When we launched this research project last year, there were fundamental questions about the North Korean economy we felt needed to be examined: How does Pyongyang view its key economic and financial interests? How do those interests translate into policy decisions? How, once decisions are made, are new policies rolled out? And is there any pushback to those policies from within? It seemed that too often, discussions of North Korean economic policy are constrained by common wisdom about “regime survival.” We sought to break out of this straitjacket and examine internal regime consideration of broader questions concerning resource allocation and the balance between central control and autonomy for lower-level units.
Though we understand why the North Korean economy is usually discussed in the context of details such as trade, market price and foreign exchange rate data, our view was that these issues would be better raised after a careful look at the larger frame in which the smaller data points make sense.
Since Kim Jong Un’s assumption of power at the end of 2011, these larger, more fundamental policy concerns appear to have been a focus of intra-regime discussions. The central question—explicit and implicit—was how to boost the economy by increasing incentives for workers and farmers and by easing, though certainly not abolishing, higher-level state and party control. These tensions became evident when examining discourse in the Democratic People’s Republic of Korea (DPRK)’s economic journals Kyo’ngje Yo’ngu and Hakpo—the Kim Il Sung University journal of economics. Articles in the journals provided guideposts for understanding Kim Jong Un’s commitment to implementing what in North Korean terms amounts to a form of economic reform. Tracking this evolution over time provided a window into the process of the North’s continuing experiments—moving ahead, tacking, falling back—with new economic ideas and practices.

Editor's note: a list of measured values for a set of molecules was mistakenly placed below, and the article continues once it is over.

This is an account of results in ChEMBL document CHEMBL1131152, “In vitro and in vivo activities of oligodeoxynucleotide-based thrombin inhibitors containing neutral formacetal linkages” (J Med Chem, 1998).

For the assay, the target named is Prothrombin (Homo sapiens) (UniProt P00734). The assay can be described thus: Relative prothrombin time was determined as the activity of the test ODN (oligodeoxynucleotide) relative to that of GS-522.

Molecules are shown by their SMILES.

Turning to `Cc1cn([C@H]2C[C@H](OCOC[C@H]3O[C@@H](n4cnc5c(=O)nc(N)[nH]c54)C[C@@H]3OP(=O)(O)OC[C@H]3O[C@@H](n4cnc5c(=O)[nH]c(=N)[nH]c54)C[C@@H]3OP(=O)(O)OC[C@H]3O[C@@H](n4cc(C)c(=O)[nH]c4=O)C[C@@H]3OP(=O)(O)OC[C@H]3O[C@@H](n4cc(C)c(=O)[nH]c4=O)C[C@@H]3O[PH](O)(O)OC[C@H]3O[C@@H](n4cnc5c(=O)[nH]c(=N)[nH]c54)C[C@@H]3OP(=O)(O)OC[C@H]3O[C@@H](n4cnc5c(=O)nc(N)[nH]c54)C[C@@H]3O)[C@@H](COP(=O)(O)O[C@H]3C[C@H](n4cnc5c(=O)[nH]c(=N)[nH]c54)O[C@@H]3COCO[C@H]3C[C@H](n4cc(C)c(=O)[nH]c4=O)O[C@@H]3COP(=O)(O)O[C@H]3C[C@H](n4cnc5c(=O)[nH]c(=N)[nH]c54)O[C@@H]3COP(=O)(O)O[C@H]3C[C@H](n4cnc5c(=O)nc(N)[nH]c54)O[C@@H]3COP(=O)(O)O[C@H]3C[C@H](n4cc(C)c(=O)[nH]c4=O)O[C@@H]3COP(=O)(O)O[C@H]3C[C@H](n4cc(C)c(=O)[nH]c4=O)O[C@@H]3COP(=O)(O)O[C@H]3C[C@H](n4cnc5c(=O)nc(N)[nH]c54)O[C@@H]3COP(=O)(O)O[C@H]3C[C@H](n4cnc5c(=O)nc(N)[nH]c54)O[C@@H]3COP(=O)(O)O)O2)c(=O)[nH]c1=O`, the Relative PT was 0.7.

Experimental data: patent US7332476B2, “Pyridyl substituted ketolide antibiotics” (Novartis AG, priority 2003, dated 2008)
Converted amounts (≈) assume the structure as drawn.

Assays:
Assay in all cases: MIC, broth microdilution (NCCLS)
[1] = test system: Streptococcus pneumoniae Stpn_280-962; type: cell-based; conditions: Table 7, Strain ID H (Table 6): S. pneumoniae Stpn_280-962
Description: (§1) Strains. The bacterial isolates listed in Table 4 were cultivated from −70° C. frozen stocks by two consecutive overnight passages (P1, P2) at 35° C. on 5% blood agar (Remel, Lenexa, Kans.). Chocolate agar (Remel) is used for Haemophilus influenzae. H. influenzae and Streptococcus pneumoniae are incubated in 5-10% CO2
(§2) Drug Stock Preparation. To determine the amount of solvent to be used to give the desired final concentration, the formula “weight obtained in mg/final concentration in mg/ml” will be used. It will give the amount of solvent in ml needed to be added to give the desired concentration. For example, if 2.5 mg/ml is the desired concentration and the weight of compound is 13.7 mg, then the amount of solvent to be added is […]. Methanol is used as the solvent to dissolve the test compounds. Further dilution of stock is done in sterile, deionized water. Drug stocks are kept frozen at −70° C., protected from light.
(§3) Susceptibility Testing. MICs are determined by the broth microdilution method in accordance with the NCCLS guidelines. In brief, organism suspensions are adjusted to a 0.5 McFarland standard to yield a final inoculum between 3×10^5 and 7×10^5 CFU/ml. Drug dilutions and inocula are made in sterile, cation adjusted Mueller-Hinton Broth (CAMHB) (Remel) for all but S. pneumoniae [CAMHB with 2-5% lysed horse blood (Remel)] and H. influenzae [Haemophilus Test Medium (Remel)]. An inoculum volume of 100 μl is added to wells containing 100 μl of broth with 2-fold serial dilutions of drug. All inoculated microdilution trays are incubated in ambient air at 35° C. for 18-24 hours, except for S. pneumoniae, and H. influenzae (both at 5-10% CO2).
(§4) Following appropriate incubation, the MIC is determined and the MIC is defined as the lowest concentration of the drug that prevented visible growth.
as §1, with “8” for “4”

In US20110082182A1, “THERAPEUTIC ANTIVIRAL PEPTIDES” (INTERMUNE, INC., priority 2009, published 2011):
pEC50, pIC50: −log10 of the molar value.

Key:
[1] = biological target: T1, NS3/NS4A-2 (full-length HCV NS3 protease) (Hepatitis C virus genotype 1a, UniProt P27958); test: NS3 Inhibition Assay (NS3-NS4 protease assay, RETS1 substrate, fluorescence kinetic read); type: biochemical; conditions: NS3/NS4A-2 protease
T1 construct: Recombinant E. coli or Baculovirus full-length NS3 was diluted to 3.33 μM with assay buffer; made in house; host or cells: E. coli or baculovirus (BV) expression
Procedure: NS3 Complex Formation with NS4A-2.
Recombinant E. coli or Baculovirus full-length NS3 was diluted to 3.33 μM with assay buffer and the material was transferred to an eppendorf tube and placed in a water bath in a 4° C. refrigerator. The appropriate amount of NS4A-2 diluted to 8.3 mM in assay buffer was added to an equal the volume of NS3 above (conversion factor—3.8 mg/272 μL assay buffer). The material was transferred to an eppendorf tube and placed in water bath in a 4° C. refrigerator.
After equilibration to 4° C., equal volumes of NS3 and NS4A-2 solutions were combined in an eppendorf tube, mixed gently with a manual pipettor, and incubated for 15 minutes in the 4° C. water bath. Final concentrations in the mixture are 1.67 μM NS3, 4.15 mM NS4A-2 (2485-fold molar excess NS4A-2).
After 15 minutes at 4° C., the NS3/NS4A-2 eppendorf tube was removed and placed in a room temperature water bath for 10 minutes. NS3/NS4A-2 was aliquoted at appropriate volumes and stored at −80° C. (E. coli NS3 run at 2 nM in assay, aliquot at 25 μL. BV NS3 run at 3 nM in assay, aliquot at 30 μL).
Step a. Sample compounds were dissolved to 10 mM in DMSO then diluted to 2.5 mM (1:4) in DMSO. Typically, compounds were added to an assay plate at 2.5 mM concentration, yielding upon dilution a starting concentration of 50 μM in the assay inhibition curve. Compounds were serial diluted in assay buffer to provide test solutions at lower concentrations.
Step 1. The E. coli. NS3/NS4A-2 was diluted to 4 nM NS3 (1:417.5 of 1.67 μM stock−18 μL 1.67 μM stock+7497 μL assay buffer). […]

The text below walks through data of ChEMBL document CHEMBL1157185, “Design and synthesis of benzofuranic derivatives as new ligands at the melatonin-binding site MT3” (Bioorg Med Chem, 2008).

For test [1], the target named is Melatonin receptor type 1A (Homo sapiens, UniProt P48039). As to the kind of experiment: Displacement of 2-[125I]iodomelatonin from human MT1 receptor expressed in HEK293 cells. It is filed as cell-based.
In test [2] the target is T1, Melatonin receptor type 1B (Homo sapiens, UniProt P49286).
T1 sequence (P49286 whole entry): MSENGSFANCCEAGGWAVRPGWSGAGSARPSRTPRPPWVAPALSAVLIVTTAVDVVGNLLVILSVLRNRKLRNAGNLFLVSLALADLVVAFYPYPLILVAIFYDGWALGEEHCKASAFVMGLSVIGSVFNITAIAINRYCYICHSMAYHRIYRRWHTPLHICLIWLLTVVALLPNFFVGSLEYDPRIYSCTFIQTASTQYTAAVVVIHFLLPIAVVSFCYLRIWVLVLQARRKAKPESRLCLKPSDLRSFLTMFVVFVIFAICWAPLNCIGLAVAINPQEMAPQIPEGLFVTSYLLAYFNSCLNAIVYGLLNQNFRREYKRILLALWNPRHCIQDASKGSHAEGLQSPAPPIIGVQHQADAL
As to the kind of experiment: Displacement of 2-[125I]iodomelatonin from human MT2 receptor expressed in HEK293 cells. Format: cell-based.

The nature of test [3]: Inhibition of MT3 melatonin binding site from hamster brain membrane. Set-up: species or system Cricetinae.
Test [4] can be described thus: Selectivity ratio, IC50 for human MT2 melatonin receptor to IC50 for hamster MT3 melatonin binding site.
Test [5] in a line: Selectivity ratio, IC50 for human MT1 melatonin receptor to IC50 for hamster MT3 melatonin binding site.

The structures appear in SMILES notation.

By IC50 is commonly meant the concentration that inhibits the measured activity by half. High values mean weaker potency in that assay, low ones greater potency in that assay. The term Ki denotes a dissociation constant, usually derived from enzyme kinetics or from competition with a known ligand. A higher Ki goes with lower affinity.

North Korean thinking about economic policy tells us more than just what reforms the regime is contemplating. While often overlooked, it should always be a central component in considering a range of issues that seem much higher on the list of concerns to the outside world—namely denuclearization, inter-Korean ties, and US-DPRK relations. To the extent positive movement on any of these is possible, they will inevitably have an economic component, and the effectiveness of that component will depend on how well it resonates with Pyongyang’s economic policy thinking. Simply projecting onto North Korea what we believe they should want will not work. Instead, greater consideration is needed of what already exists in terms of concepts, perspectives and goals in the regime.
Methodology and Scope
We began this project by reviewing 15 years of North Korea’s top two economic journals, Kyo’ngje Yo’ngu and Hakpo, in order to understand the types of ideas that the regime allowed for discussion and the range of policy choices it appears to have seriously examined over those years. Of particular interest to us were the timing and sequencing of initiatives introduced and rolled out under Kim Jong Un; the types of discussions about those initiatives that took place; and any signs of opposition the proposals encountered.
In terms of sources, we knew it would be important to go beyond rounding up the usual suspects, in short, what was available in the normal central media sources such as Rodong Sinmum, Minju Joson, Pyongyang radio and TV, and Korean Central News Agency (KCNA). Experts who follow Pyongyang’s economic policies agree that Kyo’ngje Yo’ngu was the single most important North Korean source of information on the economy. This is because the journal offered insights into the regime’s current policies and the direction in which it is headed with a level of detail not available in central media. In effect, Kyo’ngje Yo’ngu functioned as an economic “policy handbook” that discussed and, to some extent, reflected differing views on aspects of still unofficial party policies or guidelines not published in central media but issued by Kim Jong Un either directly in private talks with experts or circulated in the form of detailed internal party instructions. Unfortunately, Kyo’ngje Yo’ngu ceased publication in 2021. This means Kim Il Sung University’s Hakpo and the Academy of Social Sciences journal (Sahoegwahagwo’n Hakpo) have become more important for researchers of North Korean economic policy.